Impacts of Traffic Signal Control Strategies
2006 (English)Doctoral thesis, monograph (Other scientific)
Traffic signals are very cost effective tools for urban traffic management in urban areas. The number of intersections in Sweden controlled by traffic signals has increased since the seventies, but efforts to study the traffic performance of the employed strategies are still lacking. The LHOVRA technique is the predominant isolated traffic signal control strategy in Sweden. Past-end green was originally incorporated as part of LHOVRA (the “O” function) and was intended to reduce the number of vehicles in the dilemma zone. Coordinated signal control in Sweden is often fixed-time with local vehicle actuated signal timing adjustments and bus priority. This research study was undertaken to increase the knowledge of the traffic performance impacts of these strategies.
The aim was to evaluate the following control strategies using Stockholm as a case study:
1. The LHOVRA technique with a focus on the “O” function;
2. Fixed time coordination (FTC);
3. Fixed time coordination with local signal timing adjustment (FTC-LTA);
4. FTC-LTA as above + active bus priority (PRIBUSS);
5. Self-optimizing control (SPOT).
Field measurements were used for study of driver behavior and traffic impacts as well as for collecting input data needs for simulation. The results from low speed approaches showed a higher proportion of stopped vehicles after receiving green extension. Moving the detectors closer to the stop line, and/or making the detectors speed dependent were suggested as measures to solve these problems. The VISSIM simulation model calibrated and validated with empirical data was used to study traffic performance and safety impacts of the LHOVRA technique as well as to test the suggested improvements. The simulation experiment results from these design changes were shown to reduce accident risk with little or no loss of traffic performance.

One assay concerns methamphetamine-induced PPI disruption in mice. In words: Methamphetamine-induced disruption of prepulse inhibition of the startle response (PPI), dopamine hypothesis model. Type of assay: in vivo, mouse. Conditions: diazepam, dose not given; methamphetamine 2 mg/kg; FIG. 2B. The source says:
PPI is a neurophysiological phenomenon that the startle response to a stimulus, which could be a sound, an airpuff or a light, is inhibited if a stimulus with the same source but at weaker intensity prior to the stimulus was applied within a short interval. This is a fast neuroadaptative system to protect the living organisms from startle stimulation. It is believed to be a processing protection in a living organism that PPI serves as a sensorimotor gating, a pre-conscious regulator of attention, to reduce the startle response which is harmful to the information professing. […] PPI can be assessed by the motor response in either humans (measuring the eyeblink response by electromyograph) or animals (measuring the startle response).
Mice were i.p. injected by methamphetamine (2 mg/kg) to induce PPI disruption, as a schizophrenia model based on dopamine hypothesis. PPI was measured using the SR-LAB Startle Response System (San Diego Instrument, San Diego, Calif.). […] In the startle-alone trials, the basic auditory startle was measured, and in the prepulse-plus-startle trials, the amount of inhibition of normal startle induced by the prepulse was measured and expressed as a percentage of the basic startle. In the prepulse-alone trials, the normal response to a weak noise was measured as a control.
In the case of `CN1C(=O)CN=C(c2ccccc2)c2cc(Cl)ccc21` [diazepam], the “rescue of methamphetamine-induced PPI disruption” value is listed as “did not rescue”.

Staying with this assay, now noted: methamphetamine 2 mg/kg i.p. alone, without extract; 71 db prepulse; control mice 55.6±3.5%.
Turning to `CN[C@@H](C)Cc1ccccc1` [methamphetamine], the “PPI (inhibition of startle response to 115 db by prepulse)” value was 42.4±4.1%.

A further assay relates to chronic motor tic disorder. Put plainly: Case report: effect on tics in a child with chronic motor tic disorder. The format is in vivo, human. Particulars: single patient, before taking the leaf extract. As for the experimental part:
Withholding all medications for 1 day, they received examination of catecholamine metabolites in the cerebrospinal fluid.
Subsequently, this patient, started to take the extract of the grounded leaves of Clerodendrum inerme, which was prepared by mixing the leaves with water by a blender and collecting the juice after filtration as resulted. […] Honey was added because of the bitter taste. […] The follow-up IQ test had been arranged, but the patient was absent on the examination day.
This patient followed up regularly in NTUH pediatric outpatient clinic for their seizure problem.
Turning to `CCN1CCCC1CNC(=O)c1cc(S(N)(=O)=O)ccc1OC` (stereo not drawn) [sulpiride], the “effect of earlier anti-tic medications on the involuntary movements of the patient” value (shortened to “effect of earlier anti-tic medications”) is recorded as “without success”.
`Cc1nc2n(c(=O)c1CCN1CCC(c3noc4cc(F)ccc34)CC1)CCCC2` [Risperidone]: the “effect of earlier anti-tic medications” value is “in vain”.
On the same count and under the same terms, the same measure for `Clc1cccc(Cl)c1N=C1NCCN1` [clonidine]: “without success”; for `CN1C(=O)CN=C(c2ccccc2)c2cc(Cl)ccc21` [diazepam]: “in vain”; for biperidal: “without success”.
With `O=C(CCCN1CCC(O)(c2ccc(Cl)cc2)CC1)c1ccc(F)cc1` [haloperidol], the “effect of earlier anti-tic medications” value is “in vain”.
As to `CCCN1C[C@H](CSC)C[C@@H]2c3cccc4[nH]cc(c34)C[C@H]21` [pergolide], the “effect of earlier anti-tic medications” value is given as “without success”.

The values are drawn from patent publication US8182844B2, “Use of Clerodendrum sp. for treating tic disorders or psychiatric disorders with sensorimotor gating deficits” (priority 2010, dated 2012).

TRANSYT was used to produce optimized fixed signal timings for coordinated intersections. HUTSIM simulations showed that local signal timing adjustment by means of past-end green was beneficial when applied to coordinated traffic signal control in the study area. Both delays and stops were reduced, although not for the main, critical intersection which operated close to capacity.
To study the impacts of strategies for coordinated signal control with bus priority, extensive field data collection was undertaken during separate time periods with these strategies in the same area using mobile and stationary techniques. A method to calculate the approach delay was developed based on the observed number of queuing vehicles at the start and end of green. Compared to FTC-LTA, the study showed that PRIBUSS reduced bus travel time. SPOT reduced both bus and vehicle travel time.
Future research efforts for the development of signal control strategies and their implementation in Sweden should be focused on strategies with self-optimization functionality.
Place, publisher, year, edition, pages
Stockholm: KTH , 2006. , 196 p.
Trita-TEC-PHD, ISSN 1653-4468 ; 06:005
Driver behavior, Dilemma zone, Incident reduction, Signal control, Lhovra, Spot, Pribuss, Bus priority, Field measurement, Simulation, Calibration, Traffic performance
Engineering and Technology
IdentifiersURN: urn:nbn:se:kth:diva-4268ISBN: 978-91-85539-12-3ISBN: 91-85539-12-0OAI: oai:DiVA.org:kth-4268DiVA: diva2:11539
2007-01-29, Hall F3, KTH, Lindstedtsvägen 26, Stockholm, 13:00 (English)
Rouphail, Nagui M., Professor
QC 201004082007-01-152007-01-152010-06-29Bibliographically approved